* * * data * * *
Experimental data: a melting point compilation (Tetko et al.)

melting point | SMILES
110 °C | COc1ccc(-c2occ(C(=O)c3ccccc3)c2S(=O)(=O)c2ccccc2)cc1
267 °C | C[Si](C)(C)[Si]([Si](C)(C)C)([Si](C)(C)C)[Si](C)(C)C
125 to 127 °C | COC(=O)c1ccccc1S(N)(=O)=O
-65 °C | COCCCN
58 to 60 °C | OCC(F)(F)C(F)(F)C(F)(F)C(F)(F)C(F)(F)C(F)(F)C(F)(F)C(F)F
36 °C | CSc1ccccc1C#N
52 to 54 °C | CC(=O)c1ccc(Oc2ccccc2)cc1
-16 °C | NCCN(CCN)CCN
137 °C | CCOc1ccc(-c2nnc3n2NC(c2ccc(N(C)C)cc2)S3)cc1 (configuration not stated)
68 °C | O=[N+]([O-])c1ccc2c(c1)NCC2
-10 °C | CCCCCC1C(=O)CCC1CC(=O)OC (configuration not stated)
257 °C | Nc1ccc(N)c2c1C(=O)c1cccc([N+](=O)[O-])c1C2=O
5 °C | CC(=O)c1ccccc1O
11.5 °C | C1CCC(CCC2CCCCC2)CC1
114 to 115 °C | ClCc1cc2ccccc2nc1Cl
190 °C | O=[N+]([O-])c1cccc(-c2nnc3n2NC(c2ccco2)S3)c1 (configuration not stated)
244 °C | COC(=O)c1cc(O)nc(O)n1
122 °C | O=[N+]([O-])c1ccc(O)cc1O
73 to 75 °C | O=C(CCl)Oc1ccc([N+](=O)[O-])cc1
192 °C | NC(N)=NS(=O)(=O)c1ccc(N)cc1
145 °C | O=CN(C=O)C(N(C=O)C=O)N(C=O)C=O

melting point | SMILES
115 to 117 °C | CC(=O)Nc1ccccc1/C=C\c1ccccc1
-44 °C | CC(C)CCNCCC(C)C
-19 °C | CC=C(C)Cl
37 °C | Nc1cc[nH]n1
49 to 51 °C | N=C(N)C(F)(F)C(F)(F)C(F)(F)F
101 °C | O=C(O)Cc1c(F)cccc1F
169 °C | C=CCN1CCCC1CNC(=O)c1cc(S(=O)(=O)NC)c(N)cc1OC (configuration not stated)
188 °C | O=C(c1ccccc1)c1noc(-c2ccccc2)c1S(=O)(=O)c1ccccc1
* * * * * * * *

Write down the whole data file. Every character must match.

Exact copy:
Experimental data: a melting point compilation (Tetko et al.)

melting point | SMILES
110 °C | COc1ccc(-c2occ(C(=O)c3ccccc3)c2S(=O)(=O)c2ccccc2)cc1
267 °C | C[Si](C)(C)[Si]([Si](C)(C)C)([Si](C)(C)C)[Si](C)(C)C
125 to 127 °C | COC(=O)c1ccccc1S(N)(=O)=O
-65 °C | COCCCN
58 to 60 °C | OCC(F)(F)C(F)(F)C(F)(F)C(F)(F)C(F)(F)C(F)(F)C(F)(F)C(F)F
36 °C | CSc1ccccc1C#N
52 to 54 °C | CC(=O)c1ccc(Oc2ccccc2)cc1
-16 °C | NCCN(CCN)CCN
137 °C | CCOc1ccc(-c2nnc3n2NC(c2ccc(N(C)C)cc2)S3)cc1 (configuration not stated)
68 °C | O=[N+]([O-])c1ccc2c(c1)NCC2
-10 °C | CCCCCC1C(=O)CCC1CC(=O)OC (configuration not stated)
257 °C | Nc1ccc(N)c2c1C(=O)c1cccc([N+](=O)[O-])c1C2=O
5 °C | CC(=O)c1ccccc1O
11.5 °C | C1CCC(CCC2CCCCC2)CC1
114 to 115 °C | ClCc1cc2ccccc2nc1Cl
190 °C | O=[N+]([O-])c1cccc(-c2nnc3n2NC(c2ccco2)S3)c1 (configuration not stated)
244 °C | COC(=O)c1cc(O)nc(O)n1
122 °C | O=[N+]([O-])c1ccc(O)cc1O
73 to 75 °C | O=C(CCl)Oc1ccc([N+](=O)[O-])cc1
192 °C | NC(N)=NS(=O)(=O)c1ccc(N)cc1
145 °C | O=CN(C=O)C(N(C=O)C=O)N(C=O)C=O

melting point | SMILES
115 to 117 °C | CC(=O)Nc1ccccc1/C=C\c1ccccc1
-44 °C | CC(C)CCNCCC(C)C
-19 °C | CC=C(C)Cl
37 °C | Nc1cc[nH]n1
49 to 51 °C | N=C(N)C(F)(F)C(F)(F)C(F)(F)F
101 °C | O=C(O)Cc1c(F)cccc1F
169 °C | C=CCN1CCCC1CNC(=O)c1cc(S(=O)(=O)NC)c(N)cc1OC (configuration not stated)
188 °C | O=C(c1ccccc1)c1noc(-c2ccccc2)c1S(=O)(=O)c1ccccc1